"There are three kinds of people in the world: those who make things happen, those who watch things happen, and those who wonder what happened."
REVIEW: The show has already established that reincarnation is real and that we keep meeting the same souls over and over again, trying to atone for past wrongs until you're admitted to the afterlife, which is also real according to the show, as are ghosts... it's complicated. Hellbound is The Field Where I Died for Reyes, although wrapped in the kind of murder from beyond the grave stories that have come up again and again on The X-Files. The familiarity doesn't make it a bad episode, albeit a somewhat slow one. Over the first half, it's so straightforward that you just know there's a twist coming, and once you realize that, there really aren't very many suspects left. Not so much a whodunit as a whydunit then, and the final revelations are well done, including one of the funnest "monster is still out there" moments in a long while.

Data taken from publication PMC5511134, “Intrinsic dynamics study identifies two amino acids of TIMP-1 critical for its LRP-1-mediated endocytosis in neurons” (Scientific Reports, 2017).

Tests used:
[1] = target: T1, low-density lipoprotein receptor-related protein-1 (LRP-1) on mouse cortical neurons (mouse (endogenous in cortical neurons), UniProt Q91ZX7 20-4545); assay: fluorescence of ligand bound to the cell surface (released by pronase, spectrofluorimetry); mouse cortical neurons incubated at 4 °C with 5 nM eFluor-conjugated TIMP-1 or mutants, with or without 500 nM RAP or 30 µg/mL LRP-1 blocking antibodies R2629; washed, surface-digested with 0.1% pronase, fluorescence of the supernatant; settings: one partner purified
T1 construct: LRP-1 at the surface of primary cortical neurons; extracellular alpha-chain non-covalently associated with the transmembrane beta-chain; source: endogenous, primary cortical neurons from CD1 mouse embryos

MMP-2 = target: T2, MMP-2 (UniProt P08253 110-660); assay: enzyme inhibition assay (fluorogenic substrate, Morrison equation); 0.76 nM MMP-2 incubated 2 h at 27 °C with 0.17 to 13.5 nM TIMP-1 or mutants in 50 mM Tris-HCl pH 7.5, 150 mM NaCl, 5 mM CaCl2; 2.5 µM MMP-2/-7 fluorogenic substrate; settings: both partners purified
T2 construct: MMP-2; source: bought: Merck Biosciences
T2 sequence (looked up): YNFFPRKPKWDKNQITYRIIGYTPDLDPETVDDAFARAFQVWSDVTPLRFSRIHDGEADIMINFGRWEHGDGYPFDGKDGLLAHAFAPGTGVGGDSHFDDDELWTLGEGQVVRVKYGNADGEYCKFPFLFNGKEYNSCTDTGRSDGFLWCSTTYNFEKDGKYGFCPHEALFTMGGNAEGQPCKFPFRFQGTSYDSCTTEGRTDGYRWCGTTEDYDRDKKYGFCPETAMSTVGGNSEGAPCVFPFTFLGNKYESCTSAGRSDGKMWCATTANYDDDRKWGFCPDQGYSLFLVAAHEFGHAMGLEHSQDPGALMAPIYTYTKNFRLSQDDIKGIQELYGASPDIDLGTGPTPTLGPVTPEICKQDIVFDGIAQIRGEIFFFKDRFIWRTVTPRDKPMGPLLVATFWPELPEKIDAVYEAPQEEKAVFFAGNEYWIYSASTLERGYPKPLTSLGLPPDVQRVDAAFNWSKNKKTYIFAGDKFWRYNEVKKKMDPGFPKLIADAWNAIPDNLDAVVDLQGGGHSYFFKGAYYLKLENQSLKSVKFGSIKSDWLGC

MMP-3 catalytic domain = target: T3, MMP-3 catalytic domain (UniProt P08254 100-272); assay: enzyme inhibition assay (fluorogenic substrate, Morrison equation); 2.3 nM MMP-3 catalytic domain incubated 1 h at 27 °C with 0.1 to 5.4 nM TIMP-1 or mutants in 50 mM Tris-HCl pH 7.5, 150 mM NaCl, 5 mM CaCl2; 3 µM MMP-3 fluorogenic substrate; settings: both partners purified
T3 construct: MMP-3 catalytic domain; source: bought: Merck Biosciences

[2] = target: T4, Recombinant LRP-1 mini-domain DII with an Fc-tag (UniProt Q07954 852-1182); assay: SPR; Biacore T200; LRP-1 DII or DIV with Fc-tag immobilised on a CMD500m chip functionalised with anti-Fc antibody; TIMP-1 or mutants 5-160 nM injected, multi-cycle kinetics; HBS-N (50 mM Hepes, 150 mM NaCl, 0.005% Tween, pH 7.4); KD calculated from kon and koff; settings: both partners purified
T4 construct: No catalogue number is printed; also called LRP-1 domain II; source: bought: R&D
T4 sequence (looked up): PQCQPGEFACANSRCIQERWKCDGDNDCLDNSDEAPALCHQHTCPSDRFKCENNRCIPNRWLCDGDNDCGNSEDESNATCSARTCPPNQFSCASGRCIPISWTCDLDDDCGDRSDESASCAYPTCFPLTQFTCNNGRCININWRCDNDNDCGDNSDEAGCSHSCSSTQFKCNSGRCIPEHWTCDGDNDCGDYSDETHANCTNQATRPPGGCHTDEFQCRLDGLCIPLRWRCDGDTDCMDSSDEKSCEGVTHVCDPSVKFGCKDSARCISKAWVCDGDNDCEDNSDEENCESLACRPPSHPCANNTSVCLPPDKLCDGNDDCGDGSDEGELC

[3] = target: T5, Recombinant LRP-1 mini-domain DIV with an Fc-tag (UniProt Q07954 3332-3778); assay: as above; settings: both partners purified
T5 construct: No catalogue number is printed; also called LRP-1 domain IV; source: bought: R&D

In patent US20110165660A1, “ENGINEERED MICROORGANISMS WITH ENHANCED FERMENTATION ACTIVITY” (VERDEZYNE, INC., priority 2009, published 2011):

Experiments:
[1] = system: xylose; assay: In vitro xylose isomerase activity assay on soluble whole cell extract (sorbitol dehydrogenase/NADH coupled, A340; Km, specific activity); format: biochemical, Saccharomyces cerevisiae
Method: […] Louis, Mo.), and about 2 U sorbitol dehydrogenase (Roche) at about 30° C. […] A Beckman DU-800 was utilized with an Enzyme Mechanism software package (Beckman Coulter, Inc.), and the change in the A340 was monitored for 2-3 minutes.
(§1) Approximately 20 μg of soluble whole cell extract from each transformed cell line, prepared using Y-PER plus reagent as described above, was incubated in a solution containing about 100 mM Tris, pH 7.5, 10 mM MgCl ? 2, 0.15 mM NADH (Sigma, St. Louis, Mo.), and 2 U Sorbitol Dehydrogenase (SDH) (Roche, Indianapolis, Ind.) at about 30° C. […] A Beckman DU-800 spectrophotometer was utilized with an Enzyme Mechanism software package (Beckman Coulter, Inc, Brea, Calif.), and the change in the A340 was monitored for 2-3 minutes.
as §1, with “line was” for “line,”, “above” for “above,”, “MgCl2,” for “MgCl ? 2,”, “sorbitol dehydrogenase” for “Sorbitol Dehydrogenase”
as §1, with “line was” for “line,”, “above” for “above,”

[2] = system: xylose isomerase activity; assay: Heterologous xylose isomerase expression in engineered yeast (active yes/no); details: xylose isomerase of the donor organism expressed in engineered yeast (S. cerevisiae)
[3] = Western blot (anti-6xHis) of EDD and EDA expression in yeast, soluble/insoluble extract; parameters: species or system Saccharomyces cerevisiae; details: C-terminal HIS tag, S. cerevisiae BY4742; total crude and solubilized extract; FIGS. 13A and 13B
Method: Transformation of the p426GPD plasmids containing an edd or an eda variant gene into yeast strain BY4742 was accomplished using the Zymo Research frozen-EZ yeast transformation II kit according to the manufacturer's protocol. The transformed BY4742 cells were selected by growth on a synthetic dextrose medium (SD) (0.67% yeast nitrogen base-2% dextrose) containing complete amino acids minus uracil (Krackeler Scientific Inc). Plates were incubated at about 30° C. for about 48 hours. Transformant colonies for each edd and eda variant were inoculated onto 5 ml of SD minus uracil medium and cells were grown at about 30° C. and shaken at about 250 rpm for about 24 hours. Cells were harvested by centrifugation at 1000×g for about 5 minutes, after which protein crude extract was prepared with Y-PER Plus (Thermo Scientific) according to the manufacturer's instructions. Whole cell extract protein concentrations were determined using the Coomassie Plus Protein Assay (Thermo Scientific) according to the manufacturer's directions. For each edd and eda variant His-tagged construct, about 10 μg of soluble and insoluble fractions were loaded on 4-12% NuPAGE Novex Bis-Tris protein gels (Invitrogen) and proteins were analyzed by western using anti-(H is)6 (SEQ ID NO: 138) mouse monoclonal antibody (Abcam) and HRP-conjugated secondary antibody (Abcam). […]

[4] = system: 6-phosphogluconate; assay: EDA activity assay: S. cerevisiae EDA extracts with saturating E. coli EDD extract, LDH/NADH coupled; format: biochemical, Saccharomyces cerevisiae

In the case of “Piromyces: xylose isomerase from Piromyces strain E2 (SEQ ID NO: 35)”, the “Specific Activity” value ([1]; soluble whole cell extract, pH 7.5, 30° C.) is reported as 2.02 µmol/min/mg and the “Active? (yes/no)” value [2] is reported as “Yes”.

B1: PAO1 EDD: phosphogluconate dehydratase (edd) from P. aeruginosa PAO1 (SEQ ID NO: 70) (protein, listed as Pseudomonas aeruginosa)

Along the way, we get cool make-up effects - victims skinned alive and all that - and plenty of red herrings. You'd think the guy who skins pigs for a living and has a bad attitude AND saw the previous victim last would be the killer. Especially after the next victim's death bed confession (well, death hook) is the first sound of his name. The serial murders from the 60s confuse, but eventually illuminate, the issue, and really, we're following Reyes' lead here; she's done all this before and gets a bad case of déjà vu that goes a long way to solving the case. But can she prevent history from repeating itself?
It's actually pretty interesting that the vengeful killer WANTS it to, and that he's actively preventing his murderers from atoning for their sins in the next life/lives. They're in existential jeopardy. And what of Reyes? We never really find out who she was in a past life, and have to wonder if her soul is denied Heaven so long as she "fails" to stop the cycle. Perhaps there is hope. The murderer who is now a therapist helping others atone survives, and looks like her soul might be freed of the cycle. But for Reyes, no such hope.
REWATCHABILITY: Medium-High - An interesting story that gets better the more you think about it. Could do with less blatant audience manipulation however.